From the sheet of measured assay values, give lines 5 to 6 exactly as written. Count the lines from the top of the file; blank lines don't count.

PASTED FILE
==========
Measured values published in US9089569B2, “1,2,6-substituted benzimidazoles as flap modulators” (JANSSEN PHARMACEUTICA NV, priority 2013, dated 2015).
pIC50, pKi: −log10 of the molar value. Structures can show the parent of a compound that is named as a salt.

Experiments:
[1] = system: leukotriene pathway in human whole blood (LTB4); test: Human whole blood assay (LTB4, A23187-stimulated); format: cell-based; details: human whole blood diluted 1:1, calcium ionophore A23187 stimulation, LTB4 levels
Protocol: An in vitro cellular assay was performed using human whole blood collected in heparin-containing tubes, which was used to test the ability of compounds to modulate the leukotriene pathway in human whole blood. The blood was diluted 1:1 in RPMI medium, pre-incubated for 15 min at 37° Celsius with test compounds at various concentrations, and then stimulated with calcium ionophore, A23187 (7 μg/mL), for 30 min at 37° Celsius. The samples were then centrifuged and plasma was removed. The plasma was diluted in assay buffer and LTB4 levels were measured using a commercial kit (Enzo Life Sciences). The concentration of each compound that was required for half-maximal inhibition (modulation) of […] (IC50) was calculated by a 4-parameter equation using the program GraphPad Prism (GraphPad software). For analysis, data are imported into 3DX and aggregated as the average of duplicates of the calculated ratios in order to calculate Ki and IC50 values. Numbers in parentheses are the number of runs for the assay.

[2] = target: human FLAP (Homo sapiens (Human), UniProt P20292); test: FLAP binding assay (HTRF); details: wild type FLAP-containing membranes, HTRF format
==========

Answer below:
Protocol: An in vitro cellular assay was performed using human whole blood collected in heparin-containing tubes, which was used to test the ability of compounds to modulate the leukotriene pathway in human whole blood. The blood was diluted 1:1 in RPMI medium, pre-incubated for 15 min at 37° Celsius with test compounds at various concentrations, and then stimulated with calcium ionophore, A23187 (7 μg/mL), for 30 min at 37° Celsius. The samples were then centrifuged and plasma was removed. The plasma was diluted in assay buffer and LTB4 levels were measured using a commercial kit (Enzo Life Sciences). The concentration of each compound that was required for half-maximal inhibition (modulation) of […] (IC50) was calculated by a 4-parameter equation using the program GraphPad Prism (GraphPad software). For analysis, data are imported into 3DX and aggregated as the average of duplicates of the calculated ratios in order to calculate Ki and IC50 values. Numbers in parentheses are the number of runs for the assay.

[2] = target: human FLAP (Homo sapiens (Human), UniProt P20292); test: FLAP binding assay (HTRF); details: wild type FLAP-containing membranes, HTRF format